The centenary of Eric Liddell's Olympic victory is to be marked ©Getty Images

The 100th anniversary of Eric Liddell's Olympic 400 metres gold medal in Paris is to be commemorated by a special celebration in 2024 led by British Olympic Association President the Princess Royal, who has been named as patron for an event to be known as "The Eric Liddell 100".

The celebrations are being arranged in conjunction with The Eric Liddell Community, an Edinburgh-based charity established in 1980.

"Liddell was a compassionate, multifaceted man who embraced life and encouraged empowered and enabled others to get most out of their lives," the charity's chief executive John MacMillan said as the anniversary events were announced.

"I have a duty to ensure that his life, sporting achievements and community service are remembered and valued."

MacMillan paid tribute to the "fantastic support from Eric Liddell’s family".

The Scottish Rugby Union and Scottish Athletics are also supporting the venture.

"We have also had many other supporters already joining us from the business, education and cultural sectors in Scotland, the rest of the UK and internationally," MacMillan added.

"I feel honoured by the calibre of the people and organisations which have joined or pledged allegiance to the project."

Liddell's exploits in the race caught the imagination of film producer David Puttnam who has also become a patron of the celebrations.

Puttnam told the story in the 1982 Oscar-winning film Chariots of Fire when the part of the athlete was played by actor Ian Charleson.

Liddell famously refused to compete on a Sunday, although the film depicted some of the details of the episode differently for dramatic effect.

Towards the end of the film, a scene shows Charleson as Liddell chaired off the field by his team-mates. 

Back home in Edinburgh students did the same.

In 1924, Eric Liddell was chaired by students of Edinburgh university after his gold medal success ©Getty Images
In 1924, Eric Liddell was chaired by students of Edinburgh university after his gold medal success ©Getty Images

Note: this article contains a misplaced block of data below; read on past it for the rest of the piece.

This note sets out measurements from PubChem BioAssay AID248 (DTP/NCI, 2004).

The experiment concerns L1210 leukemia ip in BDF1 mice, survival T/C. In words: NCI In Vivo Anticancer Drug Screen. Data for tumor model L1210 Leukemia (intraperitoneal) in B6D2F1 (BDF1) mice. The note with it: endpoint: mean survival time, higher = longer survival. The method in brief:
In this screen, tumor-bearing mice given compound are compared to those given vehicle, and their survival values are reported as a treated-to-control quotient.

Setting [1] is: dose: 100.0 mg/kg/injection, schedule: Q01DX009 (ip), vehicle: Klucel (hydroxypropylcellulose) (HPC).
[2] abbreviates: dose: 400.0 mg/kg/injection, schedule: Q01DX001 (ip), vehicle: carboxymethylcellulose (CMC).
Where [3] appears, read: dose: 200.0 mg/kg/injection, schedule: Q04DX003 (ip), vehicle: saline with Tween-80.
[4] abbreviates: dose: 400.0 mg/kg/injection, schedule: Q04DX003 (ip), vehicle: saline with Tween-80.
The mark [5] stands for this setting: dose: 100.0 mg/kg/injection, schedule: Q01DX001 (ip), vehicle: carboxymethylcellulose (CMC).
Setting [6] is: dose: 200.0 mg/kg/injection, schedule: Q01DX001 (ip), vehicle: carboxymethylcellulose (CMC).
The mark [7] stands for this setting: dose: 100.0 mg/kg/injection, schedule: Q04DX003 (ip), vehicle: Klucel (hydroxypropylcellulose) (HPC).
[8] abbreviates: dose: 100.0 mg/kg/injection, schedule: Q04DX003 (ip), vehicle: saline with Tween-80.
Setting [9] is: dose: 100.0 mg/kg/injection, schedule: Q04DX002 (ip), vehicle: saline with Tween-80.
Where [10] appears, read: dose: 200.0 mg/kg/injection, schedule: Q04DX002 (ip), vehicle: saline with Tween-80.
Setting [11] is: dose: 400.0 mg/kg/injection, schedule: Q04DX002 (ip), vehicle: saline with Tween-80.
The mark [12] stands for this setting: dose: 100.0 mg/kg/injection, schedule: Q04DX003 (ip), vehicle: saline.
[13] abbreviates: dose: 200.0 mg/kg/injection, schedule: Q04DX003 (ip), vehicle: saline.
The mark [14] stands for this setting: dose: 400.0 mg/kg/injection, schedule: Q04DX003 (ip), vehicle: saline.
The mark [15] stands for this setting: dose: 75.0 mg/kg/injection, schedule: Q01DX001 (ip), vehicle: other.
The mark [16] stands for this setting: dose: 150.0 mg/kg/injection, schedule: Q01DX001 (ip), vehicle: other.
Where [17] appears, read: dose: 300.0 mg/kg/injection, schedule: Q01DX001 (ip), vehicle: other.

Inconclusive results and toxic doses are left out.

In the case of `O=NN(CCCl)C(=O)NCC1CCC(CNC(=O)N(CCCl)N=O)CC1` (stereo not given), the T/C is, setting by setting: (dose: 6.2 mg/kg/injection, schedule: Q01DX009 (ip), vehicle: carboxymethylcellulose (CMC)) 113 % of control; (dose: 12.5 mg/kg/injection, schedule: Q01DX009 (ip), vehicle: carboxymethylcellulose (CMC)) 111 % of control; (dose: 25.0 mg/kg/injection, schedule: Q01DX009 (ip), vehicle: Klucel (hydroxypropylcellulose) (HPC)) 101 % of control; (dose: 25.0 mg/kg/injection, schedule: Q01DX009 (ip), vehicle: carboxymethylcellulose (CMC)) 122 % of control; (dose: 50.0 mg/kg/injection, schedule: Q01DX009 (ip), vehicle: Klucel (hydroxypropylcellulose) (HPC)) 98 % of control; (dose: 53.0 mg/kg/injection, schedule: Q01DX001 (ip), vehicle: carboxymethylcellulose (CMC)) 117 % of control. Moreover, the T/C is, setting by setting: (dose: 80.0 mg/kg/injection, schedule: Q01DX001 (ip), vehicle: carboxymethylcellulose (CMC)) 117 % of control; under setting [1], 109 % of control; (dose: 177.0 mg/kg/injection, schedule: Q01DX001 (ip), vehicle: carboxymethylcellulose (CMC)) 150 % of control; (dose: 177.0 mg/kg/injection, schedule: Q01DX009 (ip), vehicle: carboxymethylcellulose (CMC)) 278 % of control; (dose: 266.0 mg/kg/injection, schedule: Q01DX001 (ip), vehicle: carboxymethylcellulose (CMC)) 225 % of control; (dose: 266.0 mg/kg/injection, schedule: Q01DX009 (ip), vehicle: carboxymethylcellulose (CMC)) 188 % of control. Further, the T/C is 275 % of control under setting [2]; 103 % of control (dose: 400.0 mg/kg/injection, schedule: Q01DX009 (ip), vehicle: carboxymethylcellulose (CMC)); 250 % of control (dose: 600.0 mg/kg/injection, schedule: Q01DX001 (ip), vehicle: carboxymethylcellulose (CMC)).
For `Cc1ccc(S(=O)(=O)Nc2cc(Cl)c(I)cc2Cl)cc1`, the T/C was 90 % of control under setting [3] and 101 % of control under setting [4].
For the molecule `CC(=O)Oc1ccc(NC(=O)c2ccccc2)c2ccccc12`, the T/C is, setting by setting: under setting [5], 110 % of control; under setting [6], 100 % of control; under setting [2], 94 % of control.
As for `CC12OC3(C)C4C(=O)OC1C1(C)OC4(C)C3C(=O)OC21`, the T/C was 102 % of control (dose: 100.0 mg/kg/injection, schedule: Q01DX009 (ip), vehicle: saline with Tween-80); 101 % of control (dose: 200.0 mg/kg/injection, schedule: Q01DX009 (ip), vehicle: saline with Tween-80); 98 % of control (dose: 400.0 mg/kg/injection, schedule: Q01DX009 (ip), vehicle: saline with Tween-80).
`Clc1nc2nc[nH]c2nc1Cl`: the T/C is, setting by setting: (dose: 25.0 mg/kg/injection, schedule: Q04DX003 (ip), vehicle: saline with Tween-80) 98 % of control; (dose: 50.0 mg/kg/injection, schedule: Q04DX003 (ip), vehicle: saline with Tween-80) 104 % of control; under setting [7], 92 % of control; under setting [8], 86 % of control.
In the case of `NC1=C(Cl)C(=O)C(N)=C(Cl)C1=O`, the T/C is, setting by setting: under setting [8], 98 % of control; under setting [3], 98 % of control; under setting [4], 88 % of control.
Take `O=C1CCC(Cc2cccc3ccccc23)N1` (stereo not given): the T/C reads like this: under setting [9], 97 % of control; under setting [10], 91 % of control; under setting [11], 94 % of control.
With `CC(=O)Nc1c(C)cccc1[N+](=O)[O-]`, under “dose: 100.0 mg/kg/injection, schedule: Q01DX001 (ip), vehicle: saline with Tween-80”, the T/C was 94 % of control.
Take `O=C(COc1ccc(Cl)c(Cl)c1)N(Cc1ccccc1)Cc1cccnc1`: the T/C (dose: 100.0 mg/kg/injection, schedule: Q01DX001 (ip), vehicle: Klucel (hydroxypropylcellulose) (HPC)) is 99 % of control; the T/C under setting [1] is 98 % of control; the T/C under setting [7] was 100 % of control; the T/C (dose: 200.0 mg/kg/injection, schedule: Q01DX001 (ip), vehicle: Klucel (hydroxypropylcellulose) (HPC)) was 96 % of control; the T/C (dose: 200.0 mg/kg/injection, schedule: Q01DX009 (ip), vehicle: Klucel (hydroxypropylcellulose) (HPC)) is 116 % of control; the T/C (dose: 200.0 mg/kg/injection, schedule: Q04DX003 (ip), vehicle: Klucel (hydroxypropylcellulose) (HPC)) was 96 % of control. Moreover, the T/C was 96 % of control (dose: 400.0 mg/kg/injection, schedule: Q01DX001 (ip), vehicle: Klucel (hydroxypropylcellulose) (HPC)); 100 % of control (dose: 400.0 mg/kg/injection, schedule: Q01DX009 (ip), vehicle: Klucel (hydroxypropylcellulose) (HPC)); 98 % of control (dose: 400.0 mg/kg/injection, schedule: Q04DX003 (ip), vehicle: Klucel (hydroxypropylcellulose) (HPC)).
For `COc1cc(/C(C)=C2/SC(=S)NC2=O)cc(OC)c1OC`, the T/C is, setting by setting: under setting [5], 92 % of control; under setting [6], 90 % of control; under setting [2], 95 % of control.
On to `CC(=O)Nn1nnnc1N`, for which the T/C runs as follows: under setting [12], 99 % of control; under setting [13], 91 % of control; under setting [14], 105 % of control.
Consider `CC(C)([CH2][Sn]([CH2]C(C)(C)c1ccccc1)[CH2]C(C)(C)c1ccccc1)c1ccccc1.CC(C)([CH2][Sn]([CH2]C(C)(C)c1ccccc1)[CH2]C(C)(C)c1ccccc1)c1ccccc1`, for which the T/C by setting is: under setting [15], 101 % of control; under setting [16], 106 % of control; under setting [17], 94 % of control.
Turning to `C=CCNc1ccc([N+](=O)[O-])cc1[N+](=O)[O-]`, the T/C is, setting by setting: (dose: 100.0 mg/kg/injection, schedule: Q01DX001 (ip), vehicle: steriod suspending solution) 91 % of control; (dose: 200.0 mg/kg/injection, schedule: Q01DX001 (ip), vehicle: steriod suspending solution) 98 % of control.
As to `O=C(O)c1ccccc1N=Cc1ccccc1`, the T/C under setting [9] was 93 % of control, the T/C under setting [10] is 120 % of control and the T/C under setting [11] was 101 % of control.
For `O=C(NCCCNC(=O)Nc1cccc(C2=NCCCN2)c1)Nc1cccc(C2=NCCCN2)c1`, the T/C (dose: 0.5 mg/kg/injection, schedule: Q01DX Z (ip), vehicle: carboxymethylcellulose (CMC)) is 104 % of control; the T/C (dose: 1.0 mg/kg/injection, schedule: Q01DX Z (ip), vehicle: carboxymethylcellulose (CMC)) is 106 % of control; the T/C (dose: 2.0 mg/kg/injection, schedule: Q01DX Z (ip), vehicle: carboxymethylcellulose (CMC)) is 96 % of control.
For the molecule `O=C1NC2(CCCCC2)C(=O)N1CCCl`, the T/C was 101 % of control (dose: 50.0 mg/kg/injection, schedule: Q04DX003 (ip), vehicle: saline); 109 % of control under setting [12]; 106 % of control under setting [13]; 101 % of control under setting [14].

The University of Edinburgh has given its backing to the plans to celebrate the 100th anniversary of the race. 

"Liddell was an early example of a university scholar who was equally dedicated to his degree studies in pure science, and the pursuit of sporting excellence in both athletics and rugby," principal and vice-chancellor Peter Mathieson said.

"His legacy at the university continues today, with a gym dedicated to his memory, sports scholarships in his name and as the first inductee into our much-heralded sports Hall of Fame, we are delighted to support The Eric Liddell 100 to ensure the remarkable story of his life is available for future generations."

Liddell was the son of Scottish missionaries and born in China but returned to Scotland to study.

He won seven caps for Scotland's rugby union team as a wing three-quarter from 1922 for 1923 and was only once on the losing side.

He scored tries against Ireland, France and Wales.

Earlier this year, Liddell was inducted as a member of the Scottish Rugby Hall of Fame to mark the anniversary of his first international match for Scotland.

After competing in the 1924 Olympics, Liddell returned to China where he continued to work as a missionary until his death in a Japanese internment camp for civilians in 1945.

The Princess Royal, an International Olympic Committee member, is patron of The Eric Liddell 100 ©Getty Images
The Princess Royal, an International Olympic Committee member, is patron of The Eric Liddell 100 ©Getty Images

His story has also inspired many writers.

Television reporter Sally Magnusson who wrote The Flying Scotsman, a biography of Liddell in the early 1980s, has joined a steering group for the event.

"He is a man who deserves to be known again," Magnusson said.

Before the Beijing 2008 Olympics, each member of the British Olympic team was presented with a copy of Running the Race, a biography written by Scottish athletics historian John Keddie.

The name of the author was used in the film for one of the officials in the athletics competition.

Kieron Achara, a Scot who played for Britain in basketball at the 2012 Olympics, has also joined the group organising the event.

"The story of Eric Liddell’s life and achievements is as relevant and inspiring today as it was 100 years ago," Achara said.

"I am pleased to support the programme to celebrate this Scottish sporting icon."